main water supply line, at the union I5, is pro
vided with a T-connection 59, one arm of which
so that upon -overflowing through the pipe 48
leads through the pipe 6D to the valve 6I and
and through the pipe 49 to the point of use,
thence into the pipe 2I’ leading to the bottom of
the resulting ultimate solution will have a con
the dissolving tank I and the other arm leading
centration which is reduced proportionately to
the valve setting and the resultant streams of 75 through pipe 62 to valve 63 and thence through
2,676,315;
pipe 25’ in the upper portionof thel dissolving
tank I.
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"
Withthis arrangement the valves 6l and 63
may be any form of simple direct valve with
pointers 64 and 65 respectively mounted on the
stems thereof and above dials 66 and >6l respec
tively, likewise vcalibrated in terms of rates of flow
or percentage of salinity of the solution to be
prepared.
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The operation of this modification of the
method and apparatus ofthe invention will be
clear when it is considered that a given supply
of Water is provided and is proportionately di
verted below and above the bed of salt in the
changed promptly and 'at will from one concen-ß
tration :to another by suitable settings accordingly
of a single valve or of two separate independent
valves by which ‘to determine the volume of con
centrated or saturated solution and the volume of
solvent ¿with which it is> co-mingled uniformly
and completely aswell as quickly, immediately
before use.
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It should be understood that the present dis
closure is for the purpose of illustration only and
that this invention includes all modifications and
equivalents which .fall Within the scope of the
appended claim.
I claim:
v
dissolving tank l and that the resulting stream
An apparatus for preparing aqueous salt solu
of salt solution and of fresh water respectively
tions comprising a tank, hopper means extending
are co-mingled in the upper portion of the dis
downwardly into said tank for feeding salt to a
solving tank and before being withdrawn there
bed thereinfand determining the height of said
from in proportions as determined by the _setting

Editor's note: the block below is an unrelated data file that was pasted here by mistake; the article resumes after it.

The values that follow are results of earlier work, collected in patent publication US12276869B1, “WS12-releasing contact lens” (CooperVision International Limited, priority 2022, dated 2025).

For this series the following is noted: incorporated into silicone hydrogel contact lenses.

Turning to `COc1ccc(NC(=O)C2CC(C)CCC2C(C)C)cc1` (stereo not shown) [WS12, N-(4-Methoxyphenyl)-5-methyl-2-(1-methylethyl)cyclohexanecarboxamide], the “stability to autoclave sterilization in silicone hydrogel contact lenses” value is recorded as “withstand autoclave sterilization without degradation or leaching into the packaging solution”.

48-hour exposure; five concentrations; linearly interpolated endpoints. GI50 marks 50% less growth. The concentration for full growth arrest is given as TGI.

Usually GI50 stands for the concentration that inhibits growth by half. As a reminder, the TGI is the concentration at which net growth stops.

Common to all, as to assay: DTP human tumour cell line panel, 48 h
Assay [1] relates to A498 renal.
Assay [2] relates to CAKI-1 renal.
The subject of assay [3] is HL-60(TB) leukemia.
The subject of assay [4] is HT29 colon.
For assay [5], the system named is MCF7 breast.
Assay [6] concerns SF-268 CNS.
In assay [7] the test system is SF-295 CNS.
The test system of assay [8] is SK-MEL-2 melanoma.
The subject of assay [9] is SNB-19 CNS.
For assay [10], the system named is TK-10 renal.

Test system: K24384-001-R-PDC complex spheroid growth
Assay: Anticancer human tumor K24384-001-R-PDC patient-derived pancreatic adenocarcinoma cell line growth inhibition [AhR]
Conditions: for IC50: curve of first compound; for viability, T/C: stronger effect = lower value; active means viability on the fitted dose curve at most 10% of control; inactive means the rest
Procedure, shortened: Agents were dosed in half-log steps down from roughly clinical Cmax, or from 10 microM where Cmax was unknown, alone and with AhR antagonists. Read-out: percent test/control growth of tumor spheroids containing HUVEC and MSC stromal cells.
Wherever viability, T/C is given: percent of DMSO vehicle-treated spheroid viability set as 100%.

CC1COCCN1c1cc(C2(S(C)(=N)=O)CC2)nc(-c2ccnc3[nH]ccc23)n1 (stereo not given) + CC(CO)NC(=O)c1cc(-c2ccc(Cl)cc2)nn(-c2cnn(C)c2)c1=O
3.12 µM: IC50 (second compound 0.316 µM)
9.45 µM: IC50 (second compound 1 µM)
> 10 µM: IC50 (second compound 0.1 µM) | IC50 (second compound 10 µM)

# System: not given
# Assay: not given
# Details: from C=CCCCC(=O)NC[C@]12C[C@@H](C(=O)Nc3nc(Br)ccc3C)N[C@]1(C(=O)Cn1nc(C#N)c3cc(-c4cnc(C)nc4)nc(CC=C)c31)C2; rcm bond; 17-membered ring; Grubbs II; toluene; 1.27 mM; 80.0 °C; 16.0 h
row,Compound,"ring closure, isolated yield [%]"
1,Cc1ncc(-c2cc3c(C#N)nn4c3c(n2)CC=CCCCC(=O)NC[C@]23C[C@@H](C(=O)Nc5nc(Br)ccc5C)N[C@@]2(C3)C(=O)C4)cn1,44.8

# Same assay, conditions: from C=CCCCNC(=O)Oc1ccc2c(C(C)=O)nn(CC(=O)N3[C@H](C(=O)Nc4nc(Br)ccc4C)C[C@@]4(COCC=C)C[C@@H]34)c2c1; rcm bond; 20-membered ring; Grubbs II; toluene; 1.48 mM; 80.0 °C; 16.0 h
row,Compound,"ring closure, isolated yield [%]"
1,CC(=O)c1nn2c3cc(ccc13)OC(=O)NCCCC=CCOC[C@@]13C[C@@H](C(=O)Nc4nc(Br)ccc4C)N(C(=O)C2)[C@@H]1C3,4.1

bed, means above the bottom of said tank for sup
of the valves. Thus, as indicated in Fig. l1, if 20 porting a bed of salt thereon, 'a water inlet con
the valves SI and 63 are set at 6D and 60, the
duit, a branch conduit from said vinlet conduit
resulting salinity of the solution prepared in the
leading into the bottom of the tank and arranged
top of the dissolving tank run oiî .through the
therein with openings to give an uniform upflow
pipe 48 will be’60% of the saturated solution.
of water over substantially the cross-,sectional
In changing the operation of the method and
area of the bed, a second branch conduit eX
apparatus from the production of a brine solu
tending into said tank above the outletv of the
tion of one concentration to the production of a
hopper having a plurality ofY openings to dis
brine solution of a dilîerent concentrationV there
tribute Water into ‘the tank above the bed, an out
will bea slight lag owing to the volume of super
let conduit above the bottom opening of the hop
natant brine solution contained above the salt 30 per for determining the upper level of solution,
bed in the top of the dissolving tank l. After
and a common valve between said water linlet and
adjustment of the valve, this residual amount of
said branch conduits constructed to regulate and
brine solution will necessarily be carried out
adjust the relative flow through said branches to a
through the overflow pipe 48 to either spill or be
desired concentration of solution for flow through
sent to the point of use as desired. However, the
said outlet,
f
u
amount of this residual solution of the previous
EDWARDv SWARTZ.
concentration may be reduced by mounting the
upper coil 26 closely beneath the top surface 4l
REFERENCES CITED
of the brine because the mixing of the fresh
The following references are' of record in the
Water and of the brine solution will take place 40 ñle of this patent:
quickly and completely in a small volume and
1
UNITED STATES PATENTS
such residual solution of the previous adjustment
Number Y
is limited to that contained in the tank above Salt
Name
Date
level or the coil 26 and between it and the sur~
1,928,008
Courthope _______ __ Sept. 26, 1933
vface -41 leading to the outlet 48. It will be seen,
therefore, that by the present method and appa
V1,975,749 V
Lang ___.. __________ __ Oct. 2, 1934
ratus a constant supply. of solution may be pre
2,006,085
2,083,076
Lehmkuhl ________ __ June 25, 1935
Mau ______________ __ June 8, 1937
pared of predetermined and dependable concentra
tion in continuous large volumes and yet may be
2,201,101
2,412,106
Sinkwich _________ __ May 14, 1940
Swartz ____________ __ Dec. 3, 1946